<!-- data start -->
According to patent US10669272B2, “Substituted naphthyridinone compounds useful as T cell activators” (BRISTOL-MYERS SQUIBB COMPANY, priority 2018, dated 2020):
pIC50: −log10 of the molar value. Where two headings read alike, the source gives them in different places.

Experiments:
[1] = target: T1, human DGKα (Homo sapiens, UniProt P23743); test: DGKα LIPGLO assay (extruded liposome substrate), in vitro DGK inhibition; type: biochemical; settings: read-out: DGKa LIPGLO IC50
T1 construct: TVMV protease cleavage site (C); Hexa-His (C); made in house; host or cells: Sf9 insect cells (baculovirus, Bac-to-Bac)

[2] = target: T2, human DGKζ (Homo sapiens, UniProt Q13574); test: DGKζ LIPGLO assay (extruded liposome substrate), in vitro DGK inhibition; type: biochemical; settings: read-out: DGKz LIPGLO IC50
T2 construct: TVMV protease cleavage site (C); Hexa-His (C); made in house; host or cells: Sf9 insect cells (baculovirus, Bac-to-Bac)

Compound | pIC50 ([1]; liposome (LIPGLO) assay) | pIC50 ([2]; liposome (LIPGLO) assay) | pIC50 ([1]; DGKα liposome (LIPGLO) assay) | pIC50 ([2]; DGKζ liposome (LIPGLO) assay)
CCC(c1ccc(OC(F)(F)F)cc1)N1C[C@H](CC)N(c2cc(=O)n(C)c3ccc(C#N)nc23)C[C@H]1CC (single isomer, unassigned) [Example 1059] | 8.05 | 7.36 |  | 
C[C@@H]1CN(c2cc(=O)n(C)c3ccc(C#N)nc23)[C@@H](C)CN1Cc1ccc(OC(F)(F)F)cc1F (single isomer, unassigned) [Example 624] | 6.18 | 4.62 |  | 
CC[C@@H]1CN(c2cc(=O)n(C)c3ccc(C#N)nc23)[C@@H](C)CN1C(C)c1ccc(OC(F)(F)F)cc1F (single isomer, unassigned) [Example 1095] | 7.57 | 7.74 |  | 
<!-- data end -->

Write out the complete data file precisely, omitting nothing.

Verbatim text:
According to patent US10669272B2, “Substituted naphthyridinone compounds useful as T cell activators” (BRISTOL-MYERS SQUIBB COMPANY, priority 2018, dated 2020):
pIC50: −log10 of the molar value. Where two headings read alike, the source gives them in different places.

Experiments:
[1] = target: T1, human DGKα (Homo sapiens, UniProt P23743); test: DGKα LIPGLO assay (extruded liposome substrate), in vitro DGK inhibition; type: biochemical; settings: read-out: DGKa LIPGLO IC50
T1 construct: TVMV protease cleavage site (C); Hexa-His (C); made in house; host or cells: Sf9 insect cells (baculovirus, Bac-to-Bac)

[2] = target: T2, human DGKζ (Homo sapiens, UniProt Q13574); test: DGKζ LIPGLO assay (extruded liposome substrate), in vitro DGK inhibition; type: biochemical; settings: read-out: DGKz LIPGLO IC50
T2 construct: TVMV protease cleavage site (C); Hexa-His (C); made in house; host or cells: Sf9 insect cells (baculovirus, Bac-to-Bac)

Compound | pIC50 ([1]; liposome (LIPGLO) assay) | pIC50 ([2]; liposome (LIPGLO) assay) | pIC50 ([1]; DGKα liposome (LIPGLO) assay) | pIC50 ([2]; DGKζ liposome (LIPGLO) assay)
CCC(c1ccc(OC(F)(F)F)cc1)N1C[C@H](CC)N(c2cc(=O)n(C)c3ccc(C#N)nc23)C[C@H]1CC (single isomer, unassigned) [Example 1059] | 8.05 | 7.36 |  | 
C[C@@H]1CN(c2cc(=O)n(C)c3ccc(C#N)nc23)[C@@H](C)CN1Cc1ccc(OC(F)(F)F)cc1F (single isomer, unassigned) [Example 624] | 6.18 | 4.62 |  | 
CC[C@@H]1CN(c2cc(=O)n(C)c3ccc(C#N)nc23)[C@@H](C)CN1C(C)c1ccc(OC(F)(F)F)cc1F (single isomer, unassigned) [Example 1095] | 7.57 | 7.74 |  | 